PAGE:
The “Year of the Horse” collection also holds special significance since the company’s logo is Lady Godiva on horseback, an image replicated in this collection’s pieces.
The GODIVA “Year of the Horse” collection is available as a $50 gift and a $120 luxury gift box at GODIVA boutiques nationwide. They will be in stores and online for a limited time only until Jan. 31. Visit www.GODIVA.com for more information for the Lunar New Year collection and for store locations.
Ok, ok… you want a chance to win the gift box? Read on!
Dear How I Met Your Mother,
I have been a fan of your show since I was introduced in the second season. In fact, friends and I marathoned the entire first season on a day off with our ribs hurting from laughter. Even with the decidedly more frequent comic misses of this season and the last, I have watched. And I was sad to find you in the news over this latest bout of televised racism, so I finally watched the latest slap bet episode. I wanted to see if I agreed with the accusations over yellow face.
And I took notes. Here is what I wrote:
An Asian American woman (who has not yet been identified by the press, by request of family) was brutally beaten and later died (as reported by OC Weekly) after a fight outside of The Crosby, a Santa Ana (Orange County, California) nightclub, in the early morning hours of Saturday, January 18, 2014.
Evidently, the young woman was waiting in line with friends to enter The Crosby, when an argument ensued with another group of people in line (reportedly “three females, two males, all Hispanic between 20 and 25 years of age”). The argument escalated and after the victim fell to the ground the assailants continued to stomp and kick her until she was unconscious. The police responded and she was rushed to the hospital, where she later passed away.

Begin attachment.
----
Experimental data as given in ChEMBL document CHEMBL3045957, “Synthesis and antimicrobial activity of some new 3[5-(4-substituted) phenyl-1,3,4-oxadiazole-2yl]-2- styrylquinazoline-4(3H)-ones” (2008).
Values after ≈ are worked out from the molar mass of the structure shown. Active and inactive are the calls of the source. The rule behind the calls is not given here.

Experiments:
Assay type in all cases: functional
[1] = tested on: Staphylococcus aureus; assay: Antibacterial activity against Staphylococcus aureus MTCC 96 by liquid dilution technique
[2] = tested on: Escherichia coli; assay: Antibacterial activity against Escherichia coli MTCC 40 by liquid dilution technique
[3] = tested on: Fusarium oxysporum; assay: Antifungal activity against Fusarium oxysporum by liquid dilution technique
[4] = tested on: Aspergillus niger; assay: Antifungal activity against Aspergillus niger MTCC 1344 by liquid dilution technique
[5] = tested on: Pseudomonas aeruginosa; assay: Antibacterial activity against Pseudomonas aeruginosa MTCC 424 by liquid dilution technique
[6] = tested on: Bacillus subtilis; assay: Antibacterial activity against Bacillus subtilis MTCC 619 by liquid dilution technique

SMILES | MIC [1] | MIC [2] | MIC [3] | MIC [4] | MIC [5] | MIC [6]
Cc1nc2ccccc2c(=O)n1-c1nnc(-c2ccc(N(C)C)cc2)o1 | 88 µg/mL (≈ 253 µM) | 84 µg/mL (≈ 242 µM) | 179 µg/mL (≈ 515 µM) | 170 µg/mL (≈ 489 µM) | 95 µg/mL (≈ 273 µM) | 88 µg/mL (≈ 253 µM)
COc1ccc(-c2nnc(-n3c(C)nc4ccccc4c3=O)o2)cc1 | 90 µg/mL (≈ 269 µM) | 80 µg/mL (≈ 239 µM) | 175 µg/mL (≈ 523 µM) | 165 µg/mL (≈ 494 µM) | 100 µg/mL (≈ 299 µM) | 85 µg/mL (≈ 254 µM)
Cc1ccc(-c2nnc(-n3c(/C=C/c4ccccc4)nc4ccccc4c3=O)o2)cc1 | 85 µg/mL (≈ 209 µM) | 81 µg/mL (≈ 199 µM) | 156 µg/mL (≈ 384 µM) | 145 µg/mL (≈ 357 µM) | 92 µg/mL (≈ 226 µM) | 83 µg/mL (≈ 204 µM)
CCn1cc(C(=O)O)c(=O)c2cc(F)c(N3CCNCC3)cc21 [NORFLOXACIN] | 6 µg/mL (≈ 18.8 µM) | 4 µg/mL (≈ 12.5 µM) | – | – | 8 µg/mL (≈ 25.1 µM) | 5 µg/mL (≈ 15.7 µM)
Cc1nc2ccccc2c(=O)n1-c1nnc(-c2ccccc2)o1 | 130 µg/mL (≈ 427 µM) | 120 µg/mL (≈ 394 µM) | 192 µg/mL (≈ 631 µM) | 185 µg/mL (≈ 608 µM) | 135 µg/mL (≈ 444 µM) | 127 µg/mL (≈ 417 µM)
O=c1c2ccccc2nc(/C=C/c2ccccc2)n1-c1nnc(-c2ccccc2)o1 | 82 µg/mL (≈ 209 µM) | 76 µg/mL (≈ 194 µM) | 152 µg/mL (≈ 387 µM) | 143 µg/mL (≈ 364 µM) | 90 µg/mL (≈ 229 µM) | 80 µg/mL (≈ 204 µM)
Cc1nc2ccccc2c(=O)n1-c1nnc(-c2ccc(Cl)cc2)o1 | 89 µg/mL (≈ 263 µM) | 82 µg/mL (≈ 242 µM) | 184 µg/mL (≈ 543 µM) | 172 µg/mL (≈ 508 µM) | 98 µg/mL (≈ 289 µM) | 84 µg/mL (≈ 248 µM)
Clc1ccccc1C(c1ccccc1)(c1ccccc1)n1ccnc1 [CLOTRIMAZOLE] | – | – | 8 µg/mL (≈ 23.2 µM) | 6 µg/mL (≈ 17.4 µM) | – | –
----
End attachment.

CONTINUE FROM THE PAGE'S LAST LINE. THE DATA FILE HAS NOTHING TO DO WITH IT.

New Santa Ana asks if this event was racially motivated as this is not the first time an Asian American was killed in the same area. In 2010, Jeffrey Lee Chung was shot and killed after partying at a different bar in the Artists Village area of Santa Ana.
A memorial has sprung up on an electrical box near where the woman was left unconscious, with flowers and posters asking any witnesses to step forward.
I saw this commercial post by a friend on Facebook, who had noticed that the Asian American man starring in this commercial had a cute, white, female girlfriend. The only other commercial I recall that has such an Asian Male / White Female (AM/WF) combination in a commercial is the McDonald’s commercial talking about how a white woman thought his Asian boyfriend was the “Egg McMuffin of Boyfriends. As I had blogged before, the most common interracial couple pairing in American television commercials today is the White Male / Asian Female combination. Nice to see a change for once.
What was also interesting and entertaining about this commercial was the watchful Asian American mom – which kind of reminded me of this awesome old Target commercial. Personally, I find it ridiculous that any company would advertise their product thinking that by simply using their product that a man will instantly be able to attract a woman to like them.
I caught this television commercial for discount stock broker Scottrade, with “Ron” discussing why he uses Scottrade.
Essentially, Scott trade is trying to promote itself as a place where their costumers can get individualized service for the way they trade stocks – you’re a name, not a number, and how at Scottrade, you can actually speak to people over the phone or visit actual physical offices (I know, what a concept!).